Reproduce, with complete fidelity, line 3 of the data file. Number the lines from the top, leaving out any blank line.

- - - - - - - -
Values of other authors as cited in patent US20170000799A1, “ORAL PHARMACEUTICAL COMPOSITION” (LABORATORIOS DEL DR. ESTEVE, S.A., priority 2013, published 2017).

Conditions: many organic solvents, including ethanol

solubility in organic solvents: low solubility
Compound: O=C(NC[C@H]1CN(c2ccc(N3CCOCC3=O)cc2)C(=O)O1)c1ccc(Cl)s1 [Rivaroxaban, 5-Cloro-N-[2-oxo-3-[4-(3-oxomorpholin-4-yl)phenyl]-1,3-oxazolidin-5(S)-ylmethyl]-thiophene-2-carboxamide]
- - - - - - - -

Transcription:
solubility in organic solvents: low solubility